While scrolling through job vacancies recently, I recognized the name of a contact person. Ten years ago, I had applied for the same job that was vacant again, and she had conducted the interview. Ultimately, this contact person had called me to say that the job was going to another candidate with more experience.
Ten years on, I wonder how I would measure up now for the same position. At the age of forty, I wonder how much I have changed for the better.
Crossing the threshold into my forties has felt like a rebirth. This has a lot to do with the new things I have experienced in the last year, like teaching at a Dutch elementary school, or learning how to drive a stick shift.
But knowing that I am over the halfway mark in my life has also helped me become less apologetic. I am less concerned about what other people think. I feel re-birthed into a better version of myself.
Rebirth is the subject of a famous conversation between Jesus and Nicodemus, which stands out in the gospels because their meeting takes place at night. Nicodemus is a member of the Jewish Ruling Council. There are speculations about why this conversation takes place at night; perhaps, because Nicodemus wants to keep this meeting secret. Later, when the Sanhedrin decide over Christ´s crucifixion, Nicodemus stands up for Jesus.
But in their first nocturnal conversation, Nicodemus does not see eye to eye with him. “What?” he says with disbelief. “I have to be born again to be able to see God’s Kingdom? That’s not possible.”
In his answer, Jesus responds with what is probably the most famous verse in the Bible. Even those who are not Christian have seen it. In America, where I am from, this verse is displayed on signs off the highway, on picket signs at public gatherings, or as filler text on abandoned business marquis. You will even find it hidden on the bottom of a paper cup holding your soft drink from a fast food restaurant.
“For God so loved the world, that he gave his only Son, that whoever believes in him shall not perish, but have eternal life.”
This Bible verse is a fundamental part of the Christian education, because it provides a sum of the Christian relationship: it explains what God has already given, what is expected in response, and what glory is promised in return. It is a verse that contains a promise. But can I be honest with you? During my early Christian education, this verse made me feel anxious.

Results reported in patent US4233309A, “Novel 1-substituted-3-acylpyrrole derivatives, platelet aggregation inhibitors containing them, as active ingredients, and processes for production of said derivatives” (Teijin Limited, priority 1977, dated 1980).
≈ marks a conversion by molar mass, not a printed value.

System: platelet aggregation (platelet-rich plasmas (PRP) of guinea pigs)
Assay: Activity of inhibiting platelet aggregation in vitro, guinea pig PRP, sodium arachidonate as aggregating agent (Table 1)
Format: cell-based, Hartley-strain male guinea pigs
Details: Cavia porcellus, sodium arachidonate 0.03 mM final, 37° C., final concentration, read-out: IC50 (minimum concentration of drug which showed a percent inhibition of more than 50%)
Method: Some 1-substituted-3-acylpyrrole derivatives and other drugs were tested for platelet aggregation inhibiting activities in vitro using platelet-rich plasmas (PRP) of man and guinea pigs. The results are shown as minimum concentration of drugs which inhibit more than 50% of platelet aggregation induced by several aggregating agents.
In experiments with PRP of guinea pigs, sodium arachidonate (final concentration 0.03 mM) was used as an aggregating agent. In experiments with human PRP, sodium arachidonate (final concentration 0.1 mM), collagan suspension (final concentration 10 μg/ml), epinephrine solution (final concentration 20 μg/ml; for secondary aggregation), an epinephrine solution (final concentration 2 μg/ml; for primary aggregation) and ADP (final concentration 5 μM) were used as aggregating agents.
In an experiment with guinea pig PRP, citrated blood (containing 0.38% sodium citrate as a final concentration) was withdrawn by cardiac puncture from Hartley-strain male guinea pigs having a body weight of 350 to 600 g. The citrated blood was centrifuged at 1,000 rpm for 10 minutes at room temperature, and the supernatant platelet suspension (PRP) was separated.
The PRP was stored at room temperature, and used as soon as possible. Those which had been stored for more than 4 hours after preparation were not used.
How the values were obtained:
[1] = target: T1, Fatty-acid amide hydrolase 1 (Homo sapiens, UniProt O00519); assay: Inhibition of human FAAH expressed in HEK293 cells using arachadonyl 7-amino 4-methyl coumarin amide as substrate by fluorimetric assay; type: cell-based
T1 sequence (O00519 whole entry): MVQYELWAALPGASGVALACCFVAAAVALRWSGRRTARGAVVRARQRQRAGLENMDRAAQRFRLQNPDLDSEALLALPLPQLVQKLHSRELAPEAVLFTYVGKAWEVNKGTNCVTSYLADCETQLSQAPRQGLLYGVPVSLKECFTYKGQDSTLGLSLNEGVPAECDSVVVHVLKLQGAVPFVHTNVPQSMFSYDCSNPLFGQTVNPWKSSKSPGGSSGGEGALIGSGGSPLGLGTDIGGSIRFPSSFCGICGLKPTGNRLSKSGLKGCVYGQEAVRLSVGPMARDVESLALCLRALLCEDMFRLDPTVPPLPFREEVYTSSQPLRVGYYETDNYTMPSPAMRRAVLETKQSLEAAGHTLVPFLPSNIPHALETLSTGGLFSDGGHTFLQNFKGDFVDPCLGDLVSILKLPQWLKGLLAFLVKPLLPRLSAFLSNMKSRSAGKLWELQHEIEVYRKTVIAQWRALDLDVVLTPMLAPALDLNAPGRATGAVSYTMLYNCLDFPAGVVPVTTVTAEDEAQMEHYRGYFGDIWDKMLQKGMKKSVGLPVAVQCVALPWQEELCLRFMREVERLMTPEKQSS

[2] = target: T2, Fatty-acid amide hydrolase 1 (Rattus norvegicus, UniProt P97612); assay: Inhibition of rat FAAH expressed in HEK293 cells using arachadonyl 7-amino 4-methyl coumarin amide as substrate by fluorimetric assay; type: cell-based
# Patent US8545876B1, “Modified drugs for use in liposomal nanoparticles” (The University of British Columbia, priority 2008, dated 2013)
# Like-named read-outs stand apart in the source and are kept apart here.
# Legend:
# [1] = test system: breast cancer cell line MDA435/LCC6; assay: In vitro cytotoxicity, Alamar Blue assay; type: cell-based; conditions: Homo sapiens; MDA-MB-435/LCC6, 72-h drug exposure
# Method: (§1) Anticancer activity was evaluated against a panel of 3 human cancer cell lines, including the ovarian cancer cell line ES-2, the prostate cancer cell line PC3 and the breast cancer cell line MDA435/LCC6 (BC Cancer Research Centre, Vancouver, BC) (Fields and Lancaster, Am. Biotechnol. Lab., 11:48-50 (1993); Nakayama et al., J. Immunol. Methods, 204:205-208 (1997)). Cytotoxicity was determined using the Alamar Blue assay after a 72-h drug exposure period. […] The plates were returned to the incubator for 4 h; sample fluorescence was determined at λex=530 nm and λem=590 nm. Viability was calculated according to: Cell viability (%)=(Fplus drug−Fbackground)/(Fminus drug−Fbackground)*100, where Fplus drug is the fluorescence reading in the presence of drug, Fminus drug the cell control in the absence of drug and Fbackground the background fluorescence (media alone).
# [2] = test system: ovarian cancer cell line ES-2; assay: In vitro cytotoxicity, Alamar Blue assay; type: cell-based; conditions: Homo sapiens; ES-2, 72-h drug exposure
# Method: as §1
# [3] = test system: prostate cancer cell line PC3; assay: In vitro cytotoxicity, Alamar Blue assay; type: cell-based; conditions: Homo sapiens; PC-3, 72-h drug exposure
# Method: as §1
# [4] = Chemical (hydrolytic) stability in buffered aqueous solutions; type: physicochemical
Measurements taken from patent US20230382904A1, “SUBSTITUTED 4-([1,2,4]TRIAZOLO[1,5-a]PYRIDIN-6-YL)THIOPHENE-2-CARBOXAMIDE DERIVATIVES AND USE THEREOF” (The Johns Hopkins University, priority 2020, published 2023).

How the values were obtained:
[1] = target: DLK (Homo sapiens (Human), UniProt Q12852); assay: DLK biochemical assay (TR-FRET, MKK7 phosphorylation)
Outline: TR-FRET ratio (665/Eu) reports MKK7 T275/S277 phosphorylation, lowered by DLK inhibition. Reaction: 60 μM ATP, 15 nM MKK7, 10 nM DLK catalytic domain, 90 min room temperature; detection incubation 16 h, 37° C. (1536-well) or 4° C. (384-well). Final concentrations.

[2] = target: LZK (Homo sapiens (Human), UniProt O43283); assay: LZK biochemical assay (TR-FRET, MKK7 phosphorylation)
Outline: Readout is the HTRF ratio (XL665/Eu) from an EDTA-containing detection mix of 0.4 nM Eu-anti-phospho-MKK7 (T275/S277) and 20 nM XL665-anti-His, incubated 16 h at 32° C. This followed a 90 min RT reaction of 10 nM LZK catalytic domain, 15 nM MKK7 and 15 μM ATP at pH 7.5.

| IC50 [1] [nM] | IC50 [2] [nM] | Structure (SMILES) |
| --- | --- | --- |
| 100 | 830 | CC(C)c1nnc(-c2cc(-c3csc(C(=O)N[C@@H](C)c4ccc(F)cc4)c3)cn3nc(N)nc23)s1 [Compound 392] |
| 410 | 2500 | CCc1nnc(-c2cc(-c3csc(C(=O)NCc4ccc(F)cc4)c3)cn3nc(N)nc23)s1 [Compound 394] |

When I learned this Bible verse as a child, it spoke to me of death. Two deaths, in fact. It spoke of the death of Jesus, which brought pain to his father. It spoke of my death, too, as the consequence of not believing in him.
The verse also left me feeling guilty. I was, after all, a part of the world that God loved so much. God loved me so much that he sacrificed his only Son for me. I felt burdened with God’s sacrifice. I saw this verse everywhere, outside of church and in it. I felt confronted with death, debt, and guilt.
The cross, with or without the crucified Christ nailed to it, had the same affect. It confronted me with his suffering. Why did he have to suffer, when he was blameless? Because of me. I learned that in church, too. Jesus did not have sin. I did, and lots of it. Jesus died to wipe my slate of sin clean. How horrible. I was responsible for his death, and the cross was a constant reminder of it.
Is this the message that was supposed to encourage me to follow the way of Jesus, as a child?
Was this message of death, fear, and guilt supposed to persuade me to “drop my net,” leave a worldly life and my loved ones behind, to follow?
Well, I think that for many Christians, this is true. I think that we choose to follow Christ, because he died for us.
His death, in its atonement for my sins, offers me grace. I, the sinner, approach the cross in all humility, deference, and hope for salvation through Jesus.